sc4.GIF (21475 bytes)All of these races are very, very, different, but—and here I take my hat off to Blizzard—none of them is dominant. All races have strengths and weaknesses, and playing through the campaign is a great way to get a feel for all of them. This balance extends not just to the races, but also to the units within each race’s army. No one unit will win the battle for you. Unlike Warcraft, you can’t just launch the equivalent of an ogre rush and expect to win. All the units are useful—even the lowly Terran marine is one tough hombre, especially when bunkered up—but none is overpowering. Terran battlecruisers are powerful, but if you send a bunch of them unsupported into your enemy’s base, they’re history.

Some have complained about the limited number of units in Starcraft, especially when it is compared to some of the other RTS games released this year, but frankly I’ve found every unit in Starcraft to useful, unlike many of the units in other games.

Graphics aren’t amazing—by that I mean they aren’t 3D--but they are very good, as good as any 2D graphics out there, I’d say. There are lots of translucency effects, especially with the Protoss, the shadowing is just incredible, and units have lots of personality. You’ll have your own favorites, but I’m a big fan of the Terran Goliath, Zerg Guardian, and Protoss Archon. The terrain is very good as well, and short of 3D acceleration it’s hard to think of anything more one could ask for.

Sound effects are very nice. The music is different for each race, and is very atmospheric. And as in Warcraft, the sound effects are both well-done and funny. Many of them include clever references popular culture, from in Robocop to the Simpsons to Gomer Pyle, USMC (!).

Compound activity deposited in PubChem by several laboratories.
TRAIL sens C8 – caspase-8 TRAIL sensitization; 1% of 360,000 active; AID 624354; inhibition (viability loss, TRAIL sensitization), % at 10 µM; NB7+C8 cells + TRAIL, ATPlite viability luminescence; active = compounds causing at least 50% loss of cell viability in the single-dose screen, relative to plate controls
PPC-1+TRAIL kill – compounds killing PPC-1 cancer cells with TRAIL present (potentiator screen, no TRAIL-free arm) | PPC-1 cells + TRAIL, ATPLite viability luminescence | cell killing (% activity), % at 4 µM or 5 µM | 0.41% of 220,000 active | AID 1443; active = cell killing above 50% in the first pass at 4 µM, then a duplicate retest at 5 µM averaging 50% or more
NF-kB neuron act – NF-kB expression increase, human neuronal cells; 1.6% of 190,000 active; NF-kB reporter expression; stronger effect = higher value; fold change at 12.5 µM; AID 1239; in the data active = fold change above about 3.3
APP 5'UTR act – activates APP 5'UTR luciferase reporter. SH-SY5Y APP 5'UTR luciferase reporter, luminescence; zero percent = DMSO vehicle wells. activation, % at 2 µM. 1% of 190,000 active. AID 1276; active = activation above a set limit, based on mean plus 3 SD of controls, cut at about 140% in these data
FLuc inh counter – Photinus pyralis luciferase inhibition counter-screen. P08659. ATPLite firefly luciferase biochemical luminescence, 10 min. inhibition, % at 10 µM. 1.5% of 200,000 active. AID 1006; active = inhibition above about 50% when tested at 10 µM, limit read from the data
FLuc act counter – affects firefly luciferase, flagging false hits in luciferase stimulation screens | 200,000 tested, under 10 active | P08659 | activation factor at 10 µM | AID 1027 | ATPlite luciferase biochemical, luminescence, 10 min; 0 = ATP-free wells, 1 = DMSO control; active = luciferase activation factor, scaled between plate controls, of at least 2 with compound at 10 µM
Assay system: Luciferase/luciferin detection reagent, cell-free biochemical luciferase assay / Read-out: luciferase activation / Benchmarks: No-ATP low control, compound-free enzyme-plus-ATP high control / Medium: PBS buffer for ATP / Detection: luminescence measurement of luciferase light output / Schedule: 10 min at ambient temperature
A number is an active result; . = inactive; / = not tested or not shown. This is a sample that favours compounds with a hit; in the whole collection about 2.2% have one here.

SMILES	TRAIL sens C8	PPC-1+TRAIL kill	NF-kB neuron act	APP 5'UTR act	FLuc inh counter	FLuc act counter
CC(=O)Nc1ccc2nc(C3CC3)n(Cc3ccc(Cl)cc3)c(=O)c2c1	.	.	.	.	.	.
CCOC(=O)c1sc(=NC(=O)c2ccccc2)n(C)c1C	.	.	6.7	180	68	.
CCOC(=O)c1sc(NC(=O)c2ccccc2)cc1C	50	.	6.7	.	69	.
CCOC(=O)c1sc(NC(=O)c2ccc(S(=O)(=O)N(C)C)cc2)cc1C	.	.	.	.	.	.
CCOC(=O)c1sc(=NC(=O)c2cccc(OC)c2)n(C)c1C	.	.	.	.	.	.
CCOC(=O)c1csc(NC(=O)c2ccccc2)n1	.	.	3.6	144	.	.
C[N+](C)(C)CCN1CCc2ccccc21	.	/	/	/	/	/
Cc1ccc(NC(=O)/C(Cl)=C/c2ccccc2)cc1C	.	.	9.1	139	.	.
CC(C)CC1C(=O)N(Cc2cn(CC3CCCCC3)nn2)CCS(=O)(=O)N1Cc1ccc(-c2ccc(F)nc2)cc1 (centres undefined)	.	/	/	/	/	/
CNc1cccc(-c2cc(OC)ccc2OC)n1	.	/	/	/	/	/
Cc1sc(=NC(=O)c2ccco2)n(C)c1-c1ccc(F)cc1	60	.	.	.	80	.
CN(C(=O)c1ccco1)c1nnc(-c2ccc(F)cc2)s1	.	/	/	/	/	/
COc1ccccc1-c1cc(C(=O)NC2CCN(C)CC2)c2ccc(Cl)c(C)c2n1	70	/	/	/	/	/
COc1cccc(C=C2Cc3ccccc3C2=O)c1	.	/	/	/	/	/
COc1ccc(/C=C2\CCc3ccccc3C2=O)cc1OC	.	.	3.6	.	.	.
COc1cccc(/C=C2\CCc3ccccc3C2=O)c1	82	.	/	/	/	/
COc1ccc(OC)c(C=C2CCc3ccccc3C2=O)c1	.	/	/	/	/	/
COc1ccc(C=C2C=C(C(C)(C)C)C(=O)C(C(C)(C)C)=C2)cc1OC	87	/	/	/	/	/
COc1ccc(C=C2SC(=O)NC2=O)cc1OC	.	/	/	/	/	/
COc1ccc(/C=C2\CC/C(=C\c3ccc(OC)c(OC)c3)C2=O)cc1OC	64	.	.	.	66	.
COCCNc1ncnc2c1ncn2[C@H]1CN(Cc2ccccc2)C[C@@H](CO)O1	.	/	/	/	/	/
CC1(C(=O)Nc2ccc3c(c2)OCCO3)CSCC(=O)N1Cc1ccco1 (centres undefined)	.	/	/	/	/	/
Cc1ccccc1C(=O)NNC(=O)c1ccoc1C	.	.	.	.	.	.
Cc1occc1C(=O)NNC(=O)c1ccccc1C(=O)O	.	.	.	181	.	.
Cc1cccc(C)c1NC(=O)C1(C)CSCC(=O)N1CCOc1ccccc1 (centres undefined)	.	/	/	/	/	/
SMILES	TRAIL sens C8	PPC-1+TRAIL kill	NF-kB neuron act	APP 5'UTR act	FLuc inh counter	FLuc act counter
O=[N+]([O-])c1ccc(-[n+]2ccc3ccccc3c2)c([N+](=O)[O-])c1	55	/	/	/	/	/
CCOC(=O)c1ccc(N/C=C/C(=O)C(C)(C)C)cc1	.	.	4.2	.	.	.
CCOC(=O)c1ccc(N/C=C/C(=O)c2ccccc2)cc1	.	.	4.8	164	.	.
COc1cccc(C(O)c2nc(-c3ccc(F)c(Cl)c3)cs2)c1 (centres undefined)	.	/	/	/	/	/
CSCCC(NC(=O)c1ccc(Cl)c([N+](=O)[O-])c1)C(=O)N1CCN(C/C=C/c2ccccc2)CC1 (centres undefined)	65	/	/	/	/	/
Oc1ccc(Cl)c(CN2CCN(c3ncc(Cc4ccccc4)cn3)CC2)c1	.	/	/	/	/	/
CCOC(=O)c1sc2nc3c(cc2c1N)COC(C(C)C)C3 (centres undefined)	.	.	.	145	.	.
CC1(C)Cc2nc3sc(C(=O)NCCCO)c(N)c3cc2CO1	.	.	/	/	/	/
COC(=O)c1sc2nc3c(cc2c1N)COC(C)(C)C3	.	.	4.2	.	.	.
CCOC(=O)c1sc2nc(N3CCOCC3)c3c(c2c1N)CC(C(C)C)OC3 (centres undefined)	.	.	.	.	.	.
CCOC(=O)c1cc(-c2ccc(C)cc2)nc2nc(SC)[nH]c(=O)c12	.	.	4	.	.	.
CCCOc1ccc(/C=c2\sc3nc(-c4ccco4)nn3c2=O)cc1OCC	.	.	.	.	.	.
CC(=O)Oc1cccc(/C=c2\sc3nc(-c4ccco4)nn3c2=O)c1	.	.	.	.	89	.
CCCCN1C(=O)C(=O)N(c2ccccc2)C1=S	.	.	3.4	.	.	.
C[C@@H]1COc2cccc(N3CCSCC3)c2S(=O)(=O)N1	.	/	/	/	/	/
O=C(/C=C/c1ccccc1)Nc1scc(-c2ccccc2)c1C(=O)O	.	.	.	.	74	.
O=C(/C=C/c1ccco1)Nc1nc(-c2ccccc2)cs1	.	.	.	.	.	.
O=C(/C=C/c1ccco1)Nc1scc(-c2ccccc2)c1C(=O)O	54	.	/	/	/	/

sc5.GIF (17049 bytes)As good as the single player campaign is, StarCraft’s real strength is its multiplayer capability. You can play for free on, and it’s a blast. You can play the standard free for all, or you can ally with a partner, or you can play games like Slaughter or Capture the Flag. It’s enough easy to find a game, and while you will occasionally encounter your run-of-the-mill online cretin, most players are good Joes. And if you ever run out of multiplayer maps, the game has the best map editor I’ve ever seen. I always plan to get around to using map editors that come with games, but something comes up and I lose interest and I don’t. This time I will.

The bottom line with Starcraft is that it’s just plain fun, and you can’t fake that. No matter how much money you pour into a game, no matter how flashy the graphics are, no matter how innovative the interface or features, if the game isn’t fun, it’s not a good game. I don’t know how Blizzard does it, but every game they make is fun, and Starcraft is no exception. Here’s how good Starcraft is: I review a lot of games, and most of the time I get bored with even the very good ones by the time I finish reviewing them; usually I just want to get on to the next one. But I really hope nobody sends me anything to review for a while, just so I can spend more time with Starcraft.

cheat.gif (1707 bytes)--Rick Fehrenbacher